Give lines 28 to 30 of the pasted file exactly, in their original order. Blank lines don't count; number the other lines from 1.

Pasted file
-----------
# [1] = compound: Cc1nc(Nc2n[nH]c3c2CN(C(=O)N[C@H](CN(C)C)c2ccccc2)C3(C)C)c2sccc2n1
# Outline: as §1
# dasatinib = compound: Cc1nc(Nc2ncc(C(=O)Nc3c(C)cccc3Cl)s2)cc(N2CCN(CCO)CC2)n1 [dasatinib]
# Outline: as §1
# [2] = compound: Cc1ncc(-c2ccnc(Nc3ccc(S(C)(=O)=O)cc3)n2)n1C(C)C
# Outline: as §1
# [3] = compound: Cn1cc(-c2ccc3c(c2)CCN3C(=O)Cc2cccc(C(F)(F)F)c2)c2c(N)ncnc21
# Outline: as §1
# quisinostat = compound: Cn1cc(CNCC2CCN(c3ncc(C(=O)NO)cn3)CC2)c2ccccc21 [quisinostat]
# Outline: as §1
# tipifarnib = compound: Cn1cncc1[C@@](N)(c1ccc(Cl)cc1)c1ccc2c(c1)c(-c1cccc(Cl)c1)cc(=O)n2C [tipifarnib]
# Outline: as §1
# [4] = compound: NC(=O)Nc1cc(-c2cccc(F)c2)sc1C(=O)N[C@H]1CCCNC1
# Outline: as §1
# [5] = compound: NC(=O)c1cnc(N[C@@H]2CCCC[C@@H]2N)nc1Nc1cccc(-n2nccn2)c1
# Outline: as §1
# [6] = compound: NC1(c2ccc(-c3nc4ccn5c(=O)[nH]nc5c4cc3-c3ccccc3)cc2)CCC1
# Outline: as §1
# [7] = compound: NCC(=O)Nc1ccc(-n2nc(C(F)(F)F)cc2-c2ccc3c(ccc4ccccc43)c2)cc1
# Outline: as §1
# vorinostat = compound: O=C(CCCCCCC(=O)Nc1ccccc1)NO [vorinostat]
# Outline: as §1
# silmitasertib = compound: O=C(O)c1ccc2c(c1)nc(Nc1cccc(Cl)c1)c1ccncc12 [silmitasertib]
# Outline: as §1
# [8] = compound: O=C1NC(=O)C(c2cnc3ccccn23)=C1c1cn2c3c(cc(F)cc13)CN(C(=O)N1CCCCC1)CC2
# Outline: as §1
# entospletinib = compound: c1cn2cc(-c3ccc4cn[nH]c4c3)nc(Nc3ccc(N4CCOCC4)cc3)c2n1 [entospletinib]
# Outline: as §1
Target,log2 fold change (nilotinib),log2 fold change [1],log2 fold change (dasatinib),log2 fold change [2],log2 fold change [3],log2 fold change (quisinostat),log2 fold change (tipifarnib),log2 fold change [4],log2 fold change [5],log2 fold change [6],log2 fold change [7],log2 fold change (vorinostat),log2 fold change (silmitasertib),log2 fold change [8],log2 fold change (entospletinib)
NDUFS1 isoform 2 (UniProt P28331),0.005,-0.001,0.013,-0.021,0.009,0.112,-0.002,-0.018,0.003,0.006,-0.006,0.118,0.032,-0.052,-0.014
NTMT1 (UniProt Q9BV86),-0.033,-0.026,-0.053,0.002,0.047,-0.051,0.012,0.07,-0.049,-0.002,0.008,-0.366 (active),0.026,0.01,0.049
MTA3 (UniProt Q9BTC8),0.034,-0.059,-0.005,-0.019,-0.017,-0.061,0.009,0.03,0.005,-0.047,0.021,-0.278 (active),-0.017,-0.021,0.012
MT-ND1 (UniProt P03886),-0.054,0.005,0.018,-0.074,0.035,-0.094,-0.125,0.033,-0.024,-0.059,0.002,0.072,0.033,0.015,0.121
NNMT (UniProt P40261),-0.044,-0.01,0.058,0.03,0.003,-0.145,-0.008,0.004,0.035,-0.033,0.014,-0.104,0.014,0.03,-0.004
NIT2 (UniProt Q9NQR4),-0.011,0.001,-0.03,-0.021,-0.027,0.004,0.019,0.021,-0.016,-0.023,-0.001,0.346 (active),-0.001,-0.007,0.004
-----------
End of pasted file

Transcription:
# Outline: as §1
Target,log2 fold change (nilotinib),log2 fold change [1],log2 fold change (dasatinib),log2 fold change [2],log2 fold change [3],log2 fold change (quisinostat),log2 fold change (tipifarnib),log2 fold change [4],log2 fold change [5],log2 fold change [6],log2 fold change [7],log2 fold change (vorinostat),log2 fold change (silmitasertib),log2 fold change [8],log2 fold change (entospletinib)
NDUFS1 isoform 2 (UniProt P28331),0.005,-0.001,0.013,-0.021,0.009,0.112,-0.002,-0.018,0.003,0.006,-0.006,0.118,0.032,-0.052,-0.014